Alma Mahler, the link between the two compositions on last night’s program (photographer unknown, from Wikimedia Commons, public domain)
The concept of polyphony almost always tends to be associated primarily with the music of Johann Sebastian Bach and his predecessors. However, the approach to composition based on the coordination of multiple voices began to reemerge in early twentieth-century Vienna (a city that was far from a hotbed of polyphony in pre-Classical music history). Restoring the priority of polyphony played a major role in Arnold Schoenberg’s efforts to “emancipate” dissonance; and those efforts would be subsequently reflected in the works of his two best-known pupils, Alban Berg and Anton Webern.
Nevertheless, the revival of polyphony did not strike Schoenberg like a bolt from the blue. He would have been well aware of how Gustav Mahler utilized polyphonic thinking, particularly in his works for large orchestra. Mahler, in turn, through his “day job” with the Vienna Court Opera would have been just as aware of how Richard Wagner could use polyphonic approaches to his thematic material to enhance their dramatic effect.
As a result, polyphony served as a significant unifying theme, so to speak, last night in Davies Symphony Hall, when Music Director Michael Tilson Thomas (MTT) led the San Francisco Symphony (SFS) in a “preview” performance of the concert program that SFS will take on its three-city tour of Southern California, which will begin this Tuesday. Like the above two paragraphs, that program takes a “reverse flow” approach to music history, beginning with Berg’s violin concerto, followed, after the intermission, by Mahler’s fifth symphony in C-sharp minor. This made for a major undertaking, lasting almost half an hour longer than a “standard” SFS program; but it was easy to lose track of time when the offerings were so stimulating.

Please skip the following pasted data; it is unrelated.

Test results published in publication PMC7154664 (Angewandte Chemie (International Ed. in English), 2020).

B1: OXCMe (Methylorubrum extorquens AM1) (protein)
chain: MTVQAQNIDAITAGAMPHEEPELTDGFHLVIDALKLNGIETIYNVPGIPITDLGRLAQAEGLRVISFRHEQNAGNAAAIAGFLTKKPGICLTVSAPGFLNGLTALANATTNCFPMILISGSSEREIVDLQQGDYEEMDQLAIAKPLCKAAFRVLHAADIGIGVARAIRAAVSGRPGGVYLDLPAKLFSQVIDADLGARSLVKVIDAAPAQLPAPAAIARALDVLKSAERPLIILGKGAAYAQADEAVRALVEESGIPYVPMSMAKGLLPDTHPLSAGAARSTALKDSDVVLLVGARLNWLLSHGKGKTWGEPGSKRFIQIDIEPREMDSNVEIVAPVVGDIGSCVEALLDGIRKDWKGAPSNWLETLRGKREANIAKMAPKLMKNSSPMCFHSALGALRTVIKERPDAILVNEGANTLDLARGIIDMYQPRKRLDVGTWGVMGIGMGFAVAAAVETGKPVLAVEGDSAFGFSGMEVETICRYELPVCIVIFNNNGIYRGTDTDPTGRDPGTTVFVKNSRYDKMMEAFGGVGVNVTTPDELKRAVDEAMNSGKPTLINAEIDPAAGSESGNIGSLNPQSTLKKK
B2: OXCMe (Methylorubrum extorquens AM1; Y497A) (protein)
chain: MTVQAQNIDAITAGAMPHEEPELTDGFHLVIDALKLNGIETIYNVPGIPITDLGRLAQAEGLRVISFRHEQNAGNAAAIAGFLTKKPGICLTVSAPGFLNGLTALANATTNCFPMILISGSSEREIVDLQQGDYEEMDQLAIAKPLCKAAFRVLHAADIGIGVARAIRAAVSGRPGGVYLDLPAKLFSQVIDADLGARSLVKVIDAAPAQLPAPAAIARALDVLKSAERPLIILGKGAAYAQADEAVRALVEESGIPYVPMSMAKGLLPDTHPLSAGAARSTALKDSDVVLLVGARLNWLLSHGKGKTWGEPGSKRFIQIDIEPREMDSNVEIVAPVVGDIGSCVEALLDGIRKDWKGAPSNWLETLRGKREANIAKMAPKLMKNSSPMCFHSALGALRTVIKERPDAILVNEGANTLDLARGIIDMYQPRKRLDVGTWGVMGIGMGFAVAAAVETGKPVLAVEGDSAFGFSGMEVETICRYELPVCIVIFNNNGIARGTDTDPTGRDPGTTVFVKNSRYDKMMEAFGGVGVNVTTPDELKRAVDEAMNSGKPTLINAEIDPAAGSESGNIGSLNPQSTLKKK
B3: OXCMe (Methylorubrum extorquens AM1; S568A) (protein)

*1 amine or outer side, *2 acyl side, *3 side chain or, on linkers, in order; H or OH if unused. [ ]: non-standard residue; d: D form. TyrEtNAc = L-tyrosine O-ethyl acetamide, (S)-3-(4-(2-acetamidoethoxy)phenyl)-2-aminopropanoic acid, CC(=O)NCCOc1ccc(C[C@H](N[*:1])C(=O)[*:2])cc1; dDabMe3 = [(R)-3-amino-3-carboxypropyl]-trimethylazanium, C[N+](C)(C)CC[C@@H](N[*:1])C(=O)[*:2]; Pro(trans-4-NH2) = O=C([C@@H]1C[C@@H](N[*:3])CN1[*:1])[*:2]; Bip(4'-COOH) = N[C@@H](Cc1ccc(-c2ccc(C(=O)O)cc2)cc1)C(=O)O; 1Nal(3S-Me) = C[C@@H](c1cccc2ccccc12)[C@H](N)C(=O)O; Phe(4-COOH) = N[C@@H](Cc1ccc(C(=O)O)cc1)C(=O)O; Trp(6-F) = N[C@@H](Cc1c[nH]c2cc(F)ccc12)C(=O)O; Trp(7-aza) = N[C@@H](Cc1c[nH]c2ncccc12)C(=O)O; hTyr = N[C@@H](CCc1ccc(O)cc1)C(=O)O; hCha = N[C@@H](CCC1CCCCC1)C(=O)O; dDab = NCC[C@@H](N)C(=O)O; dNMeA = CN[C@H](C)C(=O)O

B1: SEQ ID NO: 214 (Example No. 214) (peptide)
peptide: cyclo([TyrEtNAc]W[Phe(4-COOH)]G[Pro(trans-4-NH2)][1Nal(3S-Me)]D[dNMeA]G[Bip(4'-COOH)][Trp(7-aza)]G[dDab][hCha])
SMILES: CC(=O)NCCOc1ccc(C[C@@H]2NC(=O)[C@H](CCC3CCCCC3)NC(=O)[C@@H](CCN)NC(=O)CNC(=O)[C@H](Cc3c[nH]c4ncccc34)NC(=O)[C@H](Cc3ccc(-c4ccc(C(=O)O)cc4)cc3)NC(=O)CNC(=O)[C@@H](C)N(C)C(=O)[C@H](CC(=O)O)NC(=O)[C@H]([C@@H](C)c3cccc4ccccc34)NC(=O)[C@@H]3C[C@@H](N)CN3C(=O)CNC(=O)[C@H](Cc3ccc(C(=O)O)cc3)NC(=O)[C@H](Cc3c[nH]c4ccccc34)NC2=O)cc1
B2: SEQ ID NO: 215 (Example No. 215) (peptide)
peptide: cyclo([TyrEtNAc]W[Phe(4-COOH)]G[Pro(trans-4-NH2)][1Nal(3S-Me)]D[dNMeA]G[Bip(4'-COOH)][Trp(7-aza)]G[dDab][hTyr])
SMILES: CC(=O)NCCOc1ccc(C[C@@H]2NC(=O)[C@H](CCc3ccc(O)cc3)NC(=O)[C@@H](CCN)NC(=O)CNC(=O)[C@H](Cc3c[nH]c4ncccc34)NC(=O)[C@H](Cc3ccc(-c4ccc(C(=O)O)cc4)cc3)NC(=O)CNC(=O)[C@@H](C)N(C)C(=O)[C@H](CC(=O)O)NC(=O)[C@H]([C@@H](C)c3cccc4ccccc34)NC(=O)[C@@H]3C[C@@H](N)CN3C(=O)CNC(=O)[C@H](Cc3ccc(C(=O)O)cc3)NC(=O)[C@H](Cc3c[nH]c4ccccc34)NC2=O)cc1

For those of us going in with knowledge of both of these compositions, it became quickly apparent how powerful this pairing would be. Among those less familiar with it, the Berg concerto is probably best associated with its dedication “to the memory of an angel.” The music was Berg’s response to the news of the death by polio of Manon Gropius, the eighteen-year old girl whose father was the architect Walter Gropius and whose mother was Mahler’s widow. It is easy to take a biographical account of the concerto’s two movements, the first evoking the subject’s carefree childhood (including a Carinthian folk tune) and the second beginning in the shadow of death and steadily working its way to the Acceptance stage as described in Elisabeth Kübler-Ross’ book On Death and Dying (depicted by Bach’s harmonization of a chorale).
Those with a little more background know that, in writing this concerto, Berg drew upon Schoenberg’s techniques for working with a twelve-tone row but that he did not follow those techniques rigidly. Indeed, while Schoenberg conceived of the row as a way to make sure that no one pitch class had priority over any other, Berg designed a row rich with triadic implications that entailed such prioritizing. Nevertheless, the score is not so much a journey through the exposition and development of themes as it is an assembly of a diversity of motifs.